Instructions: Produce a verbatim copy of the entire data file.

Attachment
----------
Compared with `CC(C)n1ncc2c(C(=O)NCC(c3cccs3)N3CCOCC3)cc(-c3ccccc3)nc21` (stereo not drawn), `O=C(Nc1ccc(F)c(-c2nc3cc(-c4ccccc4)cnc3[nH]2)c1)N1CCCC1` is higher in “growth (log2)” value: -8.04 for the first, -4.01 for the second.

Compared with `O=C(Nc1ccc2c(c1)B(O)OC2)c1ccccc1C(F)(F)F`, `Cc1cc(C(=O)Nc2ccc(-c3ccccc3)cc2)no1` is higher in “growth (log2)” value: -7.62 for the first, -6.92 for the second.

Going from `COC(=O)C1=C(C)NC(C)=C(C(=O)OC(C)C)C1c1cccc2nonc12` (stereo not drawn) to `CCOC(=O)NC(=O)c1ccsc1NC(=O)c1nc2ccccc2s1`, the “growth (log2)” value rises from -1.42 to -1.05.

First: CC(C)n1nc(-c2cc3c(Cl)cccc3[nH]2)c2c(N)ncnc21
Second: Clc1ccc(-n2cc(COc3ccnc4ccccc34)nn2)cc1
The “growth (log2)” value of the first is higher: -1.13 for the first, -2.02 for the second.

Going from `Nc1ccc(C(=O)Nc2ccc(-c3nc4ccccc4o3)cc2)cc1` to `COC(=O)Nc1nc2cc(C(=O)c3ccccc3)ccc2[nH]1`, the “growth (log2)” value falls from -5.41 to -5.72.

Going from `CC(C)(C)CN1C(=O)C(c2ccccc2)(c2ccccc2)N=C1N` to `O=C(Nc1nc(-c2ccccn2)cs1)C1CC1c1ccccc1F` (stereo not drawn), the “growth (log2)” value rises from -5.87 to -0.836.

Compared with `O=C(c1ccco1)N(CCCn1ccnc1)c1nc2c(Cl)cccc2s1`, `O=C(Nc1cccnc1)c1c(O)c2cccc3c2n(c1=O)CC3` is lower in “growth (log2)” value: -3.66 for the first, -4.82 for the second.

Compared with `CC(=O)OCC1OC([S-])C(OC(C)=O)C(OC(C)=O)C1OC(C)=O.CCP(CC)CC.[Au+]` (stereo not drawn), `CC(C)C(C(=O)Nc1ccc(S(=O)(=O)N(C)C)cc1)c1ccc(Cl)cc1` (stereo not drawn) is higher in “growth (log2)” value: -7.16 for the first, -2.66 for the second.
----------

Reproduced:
Compared with `CC(C)n1ncc2c(C(=O)NCC(c3cccs3)N3CCOCC3)cc(-c3ccccc3)nc21` (stereo not drawn), `O=C(Nc1ccc(F)c(-c2nc3cc(-c4ccccc4)cnc3[nH]2)c1)N1CCCC1` is higher in “growth (log2)” value: -8.04 for the first, -4.01 for the second.

Compared with `O=C(Nc1ccc2c(c1)B(O)OC2)c1ccccc1C(F)(F)F`, `Cc1cc(C(=O)Nc2ccc(-c3ccccc3)cc2)no1` is higher in “growth (log2)” value: -7.62 for the first, -6.92 for the second.

Going from `COC(=O)C1=C(C)NC(C)=C(C(=O)OC(C)C)C1c1cccc2nonc12` (stereo not drawn) to `CCOC(=O)NC(=O)c1ccsc1NC(=O)c1nc2ccccc2s1`, the “growth (log2)” value rises from -1.42 to -1.05.

First: CC(C)n1nc(-c2cc3c(Cl)cccc3[nH]2)c2c(N)ncnc21
Second: Clc1ccc(-n2cc(COc3ccnc4ccccc34)nn2)cc1
The “growth (log2)” value of the first is higher: -1.13 for the first, -2.02 for the second.

Going from `Nc1ccc(C(=O)Nc2ccc(-c3nc4ccccc4o3)cc2)cc1` to `COC(=O)Nc1nc2cc(C(=O)c3ccccc3)ccc2[nH]1`, the “growth (log2)” value falls from -5.41 to -5.72.

Going from `CC(C)(C)CN1C(=O)C(c2ccccc2)(c2ccccc2)N=C1N` to `O=C(Nc1nc(-c2ccccn2)cs1)C1CC1c1ccccc1F` (stereo not drawn), the “growth (log2)” value rises from -5.87 to -0.836.

Compared with `O=C(c1ccco1)N(CCCn1ccnc1)c1nc2c(Cl)cccc2s1`, `O=C(Nc1cccnc1)c1c(O)c2cccc3c2n(c1=O)CC3` is lower in “growth (log2)” value: -3.66 for the first, -4.82 for the second.

Compared with `CC(=O)OCC1OC([S-])C(OC(C)=O)C(OC(C)=O)C1OC(C)=O.CCP(CC)CC.[Au+]` (stereo not drawn), `CC(C)C(C(=O)Nc1ccc(S(=O)(=O)N(C)C)cc1)c1ccc(Cl)cc1` (stereo not drawn) is higher in “growth (log2)” value: -7.16 for the first, -2.66 for the second.